Government officials urge caution in marketing to kids

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During a White House Internet summit in Los Angeles, government officials urged marketers to be careful when marketing to kids. In a speech June 12, Federal Trade Commissioner Mozelle Thompson reiterated the findings of a report that found 89% of kids' sites collect information, but only 23% ask children to seek parental permission before they give information.

The FTC is recommending that sites that solicit information from children 12 and younger must first get parental approval, and must also get parental approval if they ask for information that would enable someone to contact a child off-line.

"In order for electronic commerce to grow and thrive,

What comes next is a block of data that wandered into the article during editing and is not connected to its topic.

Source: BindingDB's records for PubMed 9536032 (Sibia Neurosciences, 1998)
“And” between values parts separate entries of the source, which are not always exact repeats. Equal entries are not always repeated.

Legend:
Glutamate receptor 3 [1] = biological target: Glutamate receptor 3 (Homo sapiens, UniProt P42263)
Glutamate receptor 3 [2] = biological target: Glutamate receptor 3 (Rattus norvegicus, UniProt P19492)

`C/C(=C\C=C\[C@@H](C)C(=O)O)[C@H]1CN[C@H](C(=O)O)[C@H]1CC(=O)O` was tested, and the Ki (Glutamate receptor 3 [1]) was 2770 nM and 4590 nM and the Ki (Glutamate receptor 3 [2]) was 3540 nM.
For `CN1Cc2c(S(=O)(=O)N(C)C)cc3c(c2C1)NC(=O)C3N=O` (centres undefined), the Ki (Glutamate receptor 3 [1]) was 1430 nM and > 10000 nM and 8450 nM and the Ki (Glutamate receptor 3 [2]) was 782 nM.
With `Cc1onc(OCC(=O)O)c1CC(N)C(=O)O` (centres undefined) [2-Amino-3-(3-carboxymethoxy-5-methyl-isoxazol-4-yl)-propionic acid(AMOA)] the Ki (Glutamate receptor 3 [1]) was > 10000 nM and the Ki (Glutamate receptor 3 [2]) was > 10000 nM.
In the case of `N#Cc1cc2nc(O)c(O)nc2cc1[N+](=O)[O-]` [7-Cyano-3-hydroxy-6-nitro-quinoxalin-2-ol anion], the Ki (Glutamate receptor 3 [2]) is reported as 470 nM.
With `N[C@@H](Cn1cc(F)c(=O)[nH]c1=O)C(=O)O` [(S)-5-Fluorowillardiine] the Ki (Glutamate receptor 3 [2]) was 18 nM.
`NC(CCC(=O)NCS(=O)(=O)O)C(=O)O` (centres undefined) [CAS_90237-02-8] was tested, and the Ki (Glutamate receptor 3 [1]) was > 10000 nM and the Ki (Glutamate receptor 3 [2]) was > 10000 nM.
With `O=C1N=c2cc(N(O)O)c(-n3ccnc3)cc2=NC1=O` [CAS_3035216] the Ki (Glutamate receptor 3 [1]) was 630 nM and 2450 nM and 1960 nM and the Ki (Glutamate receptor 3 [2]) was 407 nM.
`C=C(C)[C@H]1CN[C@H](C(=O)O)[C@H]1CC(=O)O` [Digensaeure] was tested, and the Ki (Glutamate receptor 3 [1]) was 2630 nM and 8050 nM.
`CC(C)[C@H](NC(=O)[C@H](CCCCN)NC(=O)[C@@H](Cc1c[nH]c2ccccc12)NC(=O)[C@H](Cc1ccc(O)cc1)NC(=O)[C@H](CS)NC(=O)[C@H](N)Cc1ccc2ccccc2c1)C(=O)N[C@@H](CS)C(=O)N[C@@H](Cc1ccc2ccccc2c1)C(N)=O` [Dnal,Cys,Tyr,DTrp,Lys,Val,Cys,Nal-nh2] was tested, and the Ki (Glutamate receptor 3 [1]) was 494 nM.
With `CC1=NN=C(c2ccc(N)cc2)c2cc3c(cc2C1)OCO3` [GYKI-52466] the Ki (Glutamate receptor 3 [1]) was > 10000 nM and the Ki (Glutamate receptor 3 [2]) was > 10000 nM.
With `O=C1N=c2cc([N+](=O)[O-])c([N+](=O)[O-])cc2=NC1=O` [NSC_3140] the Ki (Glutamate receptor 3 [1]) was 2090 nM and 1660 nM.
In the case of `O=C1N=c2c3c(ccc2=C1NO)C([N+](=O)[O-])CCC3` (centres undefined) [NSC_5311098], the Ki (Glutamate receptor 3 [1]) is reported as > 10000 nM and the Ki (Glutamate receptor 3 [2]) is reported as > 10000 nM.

people need to feel comfortable and safe with that environment," said Mr. Thompson. "This is an opportunity to set a baseline for appropriate behavior in soliciting children.".

Also at the conference, Larry Irving, assistant secretary for communications and information for the U.S. Department of Commerce, urged content developers to be careful about marketing to kids.

"We hope companies will be cognizant of kid's privacy, particularly when it comes to advertising," said Mr. Irving. "Corporations must be responsible in how they market to kids and collect information."

The Commerce Department is asking for comment on various aspects of Internet privacy and will hold a June 23-24 summit in Washington to explore issues surrounding electronic commerce privacy.

Copyright June 1998, Crain Communications Inc.

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